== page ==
In one embodiment, if the nth counter from the left is outputting TC=0, the detector has seen the first n terms of the command sequence (interleaved with a permissible amount of spurious data) and is looking for the next term. However, in one embodiment, at a time when the nth counter 606, 608, 610, 612 is outputting TC=0 664, 668, 670, 672 the first counter 606 (which may have since reached its terminal count) may still be reset by a new occurrence of C1, leading to a parallel detection of another possible triggering sequence. This is illustrated in FIG. 5. The second occurrence of ‘5’ 538 restarts the first counter 540 even though the first sequence detection has not completed yet 504, 508, 512, 518, 522. (See FIG. 5). In one embodiment, if it turns out that the data sequence which managed to reset the nth counter was just spurious data, the detector will thus not be fooled—a ‘real’ triggering sequence starting in the middle of a ‘fake’ triggering sequence will have every opportunity to trigger the detector.
In one embodiment, the structure of this detector is necessary to unfailingly detect triggering sequences comprised of the command sequence with up to N intervening spurious values between consecutive terms. In one embodiment, K−1 counters 606, 608, 610, 612 may be sufficient. It may be necessary that the detector be able to consider K−1 possible triggering sequences simultaneously.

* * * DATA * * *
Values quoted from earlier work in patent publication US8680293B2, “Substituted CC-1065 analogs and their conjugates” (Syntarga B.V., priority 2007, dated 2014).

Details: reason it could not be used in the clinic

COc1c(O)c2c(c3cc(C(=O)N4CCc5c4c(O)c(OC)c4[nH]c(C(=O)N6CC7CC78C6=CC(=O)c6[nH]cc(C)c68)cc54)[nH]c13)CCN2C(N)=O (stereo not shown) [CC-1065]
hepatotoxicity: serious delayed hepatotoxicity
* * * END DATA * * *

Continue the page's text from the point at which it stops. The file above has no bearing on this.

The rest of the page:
Although several embodiments are specifically illustrated and described herein, it will be appreciated that modifications and variations of the present invention are covered by the above teachings and within the purview of the appended claims without departing from the spirit and intended scope of the invention.
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|U.S. Classification||702/190, 713/190|
|Sep 27, 2001||AS||Assignment|
Owner name: INTEL CORPORATION, CALIFORNIA
Free format text: ASSIGNMENT OF ASSIGNORS INTEREST;ASSIGNORS:RUEHLE, MICHAEL;COSKY, JASON E.;REEL/FRAME:012228/0739;SIGNING DATES FROM 20010926 TO 20010927
|Nov 26, 2008||FPAY||Fee payment|
Year of fee payment: 4
|Jan 14, 2013||REMI||Maintenance fee reminder mailed|
|May 31, 2013||LAPS||Lapse for failure to pay maintenance fees|
|Jul 23, 2013||FP||Expired due to failure to pay maintenance fee|
Effective date: 20130531